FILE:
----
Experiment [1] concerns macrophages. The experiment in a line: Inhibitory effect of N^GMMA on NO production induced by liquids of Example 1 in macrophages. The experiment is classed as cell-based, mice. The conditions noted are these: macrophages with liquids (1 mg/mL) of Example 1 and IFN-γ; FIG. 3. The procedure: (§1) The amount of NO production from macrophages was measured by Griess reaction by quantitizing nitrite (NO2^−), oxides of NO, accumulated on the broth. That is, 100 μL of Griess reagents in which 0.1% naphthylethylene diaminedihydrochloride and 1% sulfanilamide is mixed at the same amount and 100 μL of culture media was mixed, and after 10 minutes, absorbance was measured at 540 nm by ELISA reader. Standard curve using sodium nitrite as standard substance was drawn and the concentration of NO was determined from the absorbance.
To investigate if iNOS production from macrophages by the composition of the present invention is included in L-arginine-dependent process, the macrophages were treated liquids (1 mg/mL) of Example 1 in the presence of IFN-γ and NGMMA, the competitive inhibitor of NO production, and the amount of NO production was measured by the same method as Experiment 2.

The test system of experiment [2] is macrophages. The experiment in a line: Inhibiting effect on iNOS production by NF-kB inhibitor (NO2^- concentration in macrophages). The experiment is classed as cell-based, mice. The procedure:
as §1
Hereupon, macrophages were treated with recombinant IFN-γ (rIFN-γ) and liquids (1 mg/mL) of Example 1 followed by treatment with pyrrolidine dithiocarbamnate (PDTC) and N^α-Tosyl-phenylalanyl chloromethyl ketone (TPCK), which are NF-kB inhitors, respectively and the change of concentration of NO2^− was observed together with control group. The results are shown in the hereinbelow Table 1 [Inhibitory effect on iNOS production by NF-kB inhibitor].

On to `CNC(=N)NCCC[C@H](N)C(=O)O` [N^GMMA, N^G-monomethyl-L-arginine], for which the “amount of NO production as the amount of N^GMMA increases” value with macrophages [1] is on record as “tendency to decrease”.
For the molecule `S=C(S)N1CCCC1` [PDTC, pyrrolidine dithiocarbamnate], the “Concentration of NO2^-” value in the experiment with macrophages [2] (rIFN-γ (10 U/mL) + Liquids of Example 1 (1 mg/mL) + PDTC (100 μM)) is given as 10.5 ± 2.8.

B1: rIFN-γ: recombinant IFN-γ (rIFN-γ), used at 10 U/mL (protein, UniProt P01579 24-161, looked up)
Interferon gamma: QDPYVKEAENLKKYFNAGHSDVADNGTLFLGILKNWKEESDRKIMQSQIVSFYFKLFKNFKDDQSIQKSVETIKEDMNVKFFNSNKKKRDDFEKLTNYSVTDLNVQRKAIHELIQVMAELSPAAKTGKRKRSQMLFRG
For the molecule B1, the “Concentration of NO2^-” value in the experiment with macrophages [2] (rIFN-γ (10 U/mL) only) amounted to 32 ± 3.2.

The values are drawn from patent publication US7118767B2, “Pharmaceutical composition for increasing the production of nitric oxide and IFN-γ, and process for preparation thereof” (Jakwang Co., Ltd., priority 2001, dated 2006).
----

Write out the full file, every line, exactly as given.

Experiment [1] concerns macrophages. The experiment in a line: Inhibitory effect of N^GMMA on NO production induced by liquids of Example 1 in macrophages. The experiment is classed as cell-based, mice. The conditions noted are these: macrophages with liquids (1 mg/mL) of Example 1 and IFN-γ; FIG. 3. The procedure: (§1) The amount of NO production from macrophages was measured by Griess reaction by quantitizing nitrite (NO2^−), oxides of NO, accumulated on the broth. That is, 100 μL of Griess reagents in which 0.1% naphthylethylene diaminedihydrochloride and 1% sulfanilamide is mixed at the same amount and 100 μL of culture media was mixed, and after 10 minutes, absorbance was measured at 540 nm by ELISA reader. Standard curve using sodium nitrite as standard substance was drawn and the concentration of NO was determined from the absorbance.
To investigate if iNOS production from macrophages by the composition of the present invention is included in L-arginine-dependent process, the macrophages were treated liquids (1 mg/mL) of Example 1 in the presence of IFN-γ and NGMMA, the competitive inhibitor of NO production, and the amount of NO production was measured by the same method as Experiment 2.

The test system of experiment [2] is macrophages. The experiment in a line: Inhibiting effect on iNOS production by NF-kB inhibitor (NO2^- concentration in macrophages). The experiment is classed as cell-based, mice. The procedure:
as §1
Hereupon, macrophages were treated with recombinant IFN-γ (rIFN-γ) and liquids (1 mg/mL) of Example 1 followed by treatment with pyrrolidine dithiocarbamnate (PDTC) and N^α-Tosyl-phenylalanyl chloromethyl ketone (TPCK), which are NF-kB inhitors, respectively and the change of concentration of NO2^− was observed together with control group. The results are shown in the hereinbelow Table 1 [Inhibitory effect on iNOS production by NF-kB inhibitor].

On to `CNC(=N)NCCC[C@H](N)C(=O)O` [N^GMMA, N^G-monomethyl-L-arginine], for which the “amount of NO production as the amount of N^GMMA increases” value with macrophages [1] is on record as “tendency to decrease”.
For the molecule `S=C(S)N1CCCC1` [PDTC, pyrrolidine dithiocarbamnate], the “Concentration of NO2^-” value in the experiment with macrophages [2] (rIFN-γ (10 U/mL) + Liquids of Example 1 (1 mg/mL) + PDTC (100 μM)) is given as 10.5 ± 2.8.

B1: rIFN-γ: recombinant IFN-γ (rIFN-γ), used at 10 U/mL (protein, UniProt P01579 24-161, looked up)
Interferon gamma: QDPYVKEAENLKKYFNAGHSDVADNGTLFLGILKNWKEESDRKIMQSQIVSFYFKLFKNFKDDQSIQKSVETIKEDMNVKFFNSNKKKRDDFEKLTNYSVTDLNVQRKAIHELIQVMAELSPAAKTGKRKRSQMLFRG
For the molecule B1, the “Concentration of NO2^-” value in the experiment with macrophages [2] (rIFN-γ (10 U/mL) only) amounted to 32 ± 3.2.

The values are drawn from patent publication US7118767B2, “Pharmaceutical composition for increasing the production of nitric oxide and IFN-γ, and process for preparation thereof” (Jakwang Co., Ltd., priority 2001, dated 2006).